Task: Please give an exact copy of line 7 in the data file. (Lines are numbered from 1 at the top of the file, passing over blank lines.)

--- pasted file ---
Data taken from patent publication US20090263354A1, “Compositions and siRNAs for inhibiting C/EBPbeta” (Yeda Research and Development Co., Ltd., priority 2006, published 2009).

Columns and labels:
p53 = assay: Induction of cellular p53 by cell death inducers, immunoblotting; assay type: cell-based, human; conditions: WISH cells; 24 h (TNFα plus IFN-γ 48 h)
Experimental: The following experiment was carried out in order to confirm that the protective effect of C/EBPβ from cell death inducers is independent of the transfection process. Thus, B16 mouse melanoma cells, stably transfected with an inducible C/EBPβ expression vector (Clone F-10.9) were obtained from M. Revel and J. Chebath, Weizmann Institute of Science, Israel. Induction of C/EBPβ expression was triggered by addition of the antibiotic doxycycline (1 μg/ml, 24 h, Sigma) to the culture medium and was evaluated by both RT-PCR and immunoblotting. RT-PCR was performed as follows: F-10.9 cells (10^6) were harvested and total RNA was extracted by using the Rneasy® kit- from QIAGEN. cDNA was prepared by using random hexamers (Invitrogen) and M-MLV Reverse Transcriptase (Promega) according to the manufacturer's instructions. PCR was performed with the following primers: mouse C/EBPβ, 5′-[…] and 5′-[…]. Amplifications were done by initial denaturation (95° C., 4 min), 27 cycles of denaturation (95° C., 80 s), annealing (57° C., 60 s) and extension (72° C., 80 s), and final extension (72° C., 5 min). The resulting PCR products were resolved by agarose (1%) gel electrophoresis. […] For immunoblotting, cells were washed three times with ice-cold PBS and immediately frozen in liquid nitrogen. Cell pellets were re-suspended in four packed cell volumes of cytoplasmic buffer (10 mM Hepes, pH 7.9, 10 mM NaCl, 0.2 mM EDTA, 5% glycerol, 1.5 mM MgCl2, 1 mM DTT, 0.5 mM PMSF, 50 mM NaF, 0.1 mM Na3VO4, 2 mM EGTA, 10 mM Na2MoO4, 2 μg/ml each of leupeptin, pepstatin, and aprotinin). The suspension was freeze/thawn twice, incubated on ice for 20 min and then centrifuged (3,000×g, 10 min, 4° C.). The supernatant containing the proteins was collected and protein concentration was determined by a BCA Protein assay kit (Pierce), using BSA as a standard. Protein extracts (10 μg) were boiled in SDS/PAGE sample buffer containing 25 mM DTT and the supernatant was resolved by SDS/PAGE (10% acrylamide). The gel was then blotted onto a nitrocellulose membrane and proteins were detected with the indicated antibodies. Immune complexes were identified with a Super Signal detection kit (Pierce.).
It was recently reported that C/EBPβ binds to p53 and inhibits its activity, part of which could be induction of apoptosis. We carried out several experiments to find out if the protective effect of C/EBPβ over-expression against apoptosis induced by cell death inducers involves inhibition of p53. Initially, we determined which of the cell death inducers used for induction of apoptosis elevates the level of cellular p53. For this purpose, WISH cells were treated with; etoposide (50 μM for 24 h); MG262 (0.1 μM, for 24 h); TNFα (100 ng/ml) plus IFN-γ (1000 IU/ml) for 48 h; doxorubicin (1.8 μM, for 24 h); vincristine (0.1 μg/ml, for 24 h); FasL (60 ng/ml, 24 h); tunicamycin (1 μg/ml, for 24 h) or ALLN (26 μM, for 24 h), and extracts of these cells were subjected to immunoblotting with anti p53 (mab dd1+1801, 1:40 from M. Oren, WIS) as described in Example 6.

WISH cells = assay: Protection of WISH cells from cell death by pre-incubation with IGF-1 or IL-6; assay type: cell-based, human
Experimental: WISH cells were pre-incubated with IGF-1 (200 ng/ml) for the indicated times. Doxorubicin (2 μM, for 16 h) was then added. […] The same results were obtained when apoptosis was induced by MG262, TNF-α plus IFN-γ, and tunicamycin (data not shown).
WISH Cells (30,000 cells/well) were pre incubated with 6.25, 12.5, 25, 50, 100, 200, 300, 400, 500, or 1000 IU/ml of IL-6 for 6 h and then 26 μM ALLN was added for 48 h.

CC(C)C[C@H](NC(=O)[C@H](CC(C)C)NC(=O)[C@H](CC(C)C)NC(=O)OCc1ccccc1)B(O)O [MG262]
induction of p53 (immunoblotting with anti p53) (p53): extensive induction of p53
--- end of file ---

Experimental: WISH cells were pre-incubated with IGF-1 (200 ng/ml) for the indicated times. Doxorubicin (2 μM, for 16 h) was then added. […] The same results were obtained when apoptosis was induced by MG262, TNF-α plus IFN-γ, and tunicamycin (data not shown).